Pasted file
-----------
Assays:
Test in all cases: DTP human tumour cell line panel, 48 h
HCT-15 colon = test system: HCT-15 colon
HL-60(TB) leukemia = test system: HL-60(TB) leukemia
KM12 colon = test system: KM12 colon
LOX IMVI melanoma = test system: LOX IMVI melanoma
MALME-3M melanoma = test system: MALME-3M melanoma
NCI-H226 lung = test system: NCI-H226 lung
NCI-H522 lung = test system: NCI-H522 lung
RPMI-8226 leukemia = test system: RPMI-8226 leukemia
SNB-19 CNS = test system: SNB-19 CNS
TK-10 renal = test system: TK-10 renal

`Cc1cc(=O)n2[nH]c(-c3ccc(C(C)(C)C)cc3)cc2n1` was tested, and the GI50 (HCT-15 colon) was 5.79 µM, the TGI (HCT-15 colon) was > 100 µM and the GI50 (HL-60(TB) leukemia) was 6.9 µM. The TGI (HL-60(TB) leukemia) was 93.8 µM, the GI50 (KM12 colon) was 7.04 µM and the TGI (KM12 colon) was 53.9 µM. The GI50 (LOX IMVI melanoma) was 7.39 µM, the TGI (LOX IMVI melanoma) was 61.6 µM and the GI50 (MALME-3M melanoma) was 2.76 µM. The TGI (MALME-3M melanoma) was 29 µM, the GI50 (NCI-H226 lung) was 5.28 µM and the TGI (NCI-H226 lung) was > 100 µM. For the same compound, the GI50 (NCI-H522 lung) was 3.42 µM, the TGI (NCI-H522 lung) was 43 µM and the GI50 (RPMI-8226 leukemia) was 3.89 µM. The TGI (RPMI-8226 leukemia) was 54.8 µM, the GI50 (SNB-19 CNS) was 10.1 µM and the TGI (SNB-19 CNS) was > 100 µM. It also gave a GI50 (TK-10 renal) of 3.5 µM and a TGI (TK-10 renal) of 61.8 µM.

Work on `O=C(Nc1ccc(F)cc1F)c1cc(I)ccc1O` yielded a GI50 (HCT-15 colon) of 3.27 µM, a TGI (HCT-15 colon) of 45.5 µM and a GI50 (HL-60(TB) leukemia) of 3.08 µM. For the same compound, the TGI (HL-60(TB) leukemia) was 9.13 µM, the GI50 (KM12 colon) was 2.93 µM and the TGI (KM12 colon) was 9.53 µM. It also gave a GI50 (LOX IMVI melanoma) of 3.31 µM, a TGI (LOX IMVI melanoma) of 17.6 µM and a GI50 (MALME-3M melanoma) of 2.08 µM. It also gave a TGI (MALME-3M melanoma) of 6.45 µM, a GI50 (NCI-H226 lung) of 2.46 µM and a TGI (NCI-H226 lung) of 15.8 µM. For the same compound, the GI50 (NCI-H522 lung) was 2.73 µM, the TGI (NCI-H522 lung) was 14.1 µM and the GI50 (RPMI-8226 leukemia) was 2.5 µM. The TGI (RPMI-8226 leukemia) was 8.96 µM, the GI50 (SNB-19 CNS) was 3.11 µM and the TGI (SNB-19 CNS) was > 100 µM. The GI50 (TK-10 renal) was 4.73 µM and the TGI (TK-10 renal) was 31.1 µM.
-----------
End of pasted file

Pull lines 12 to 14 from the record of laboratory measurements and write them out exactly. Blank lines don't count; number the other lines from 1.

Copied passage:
TK-10 renal = test system: TK-10 renal

`Cc1cc(=O)n2[nH]c(-c3ccc(C(C)(C)C)cc3)cc2n1` was tested, and the GI50 (HCT-15 colon) was 5.79 µM, the TGI (HCT-15 colon) was > 100 µM and the GI50 (HL-60(TB) leukemia) was 6.9 µM. The TGI (HL-60(TB) leukemia) was 93.8 µM, the GI50 (KM12 colon) was 7.04 µM and the TGI (KM12 colon) was 53.9 µM. The GI50 (LOX IMVI melanoma) was 7.39 µM, the TGI (LOX IMVI melanoma) was 61.6 µM and the GI50 (MALME-3M melanoma) was 2.76 µM. The TGI (MALME-3M melanoma) was 29 µM, the GI50 (NCI-H226 lung) was 5.28 µM and the TGI (NCI-H226 lung) was > 100 µM. For the same compound, the GI50 (NCI-H522 lung) was 3.42 µM, the TGI (NCI-H522 lung) was 43 µM and the GI50 (RPMI-8226 leukemia) was 3.89 µM. The TGI (RPMI-8226 leukemia) was 54.8 µM, the GI50 (SNB-19 CNS) was 10.1 µM and the TGI (SNB-19 CNS) was > 100 µM. It also gave a GI50 (TK-10 renal) of 3.5 µM and a TGI (TK-10 renal) of 61.8 µM.

Work on `O=C(Nc1ccc(F)cc1F)c1cc(I)ccc1O` yielded a GI50 (HCT-15 colon) of 3.27 µM, a TGI (HCT-15 colon) of 45.5 µM and a GI50 (HL-60(TB) leukemia) of 3.08 µM. For the same compound, the TGI (HL-60(TB) leukemia) was 9.13 µM, the GI50 (KM12 colon) was 2.93 µM and the TGI (KM12 colon) was 9.53 µM. It also gave a GI50 (LOX IMVI melanoma) of 3.31 µM, a TGI (LOX IMVI melanoma) of 17.6 µM and a GI50 (MALME-3M melanoma) of 2.08 µM. It also gave a TGI (MALME-3M melanoma) of 6.45 µM, a GI50 (NCI-H226 lung) of 2.46 µM and a TGI (NCI-H226 lung) of 15.8 µM. For the same compound, the GI50 (NCI-H522 lung) was 2.73 µM, the TGI (NCI-H522 lung) was 14.1 µM and the GI50 (RPMI-8226 leukemia) was 2.5 µM. The TGI (RPMI-8226 leukemia) was 8.96 µM, the GI50 (SNB-19 CNS) was 3.11 µM and the TGI (SNB-19 CNS) was > 100 µM. The GI50 (TK-10 renal) was 4.73 µM and the TGI (TK-10 renal) was 31.1 µM.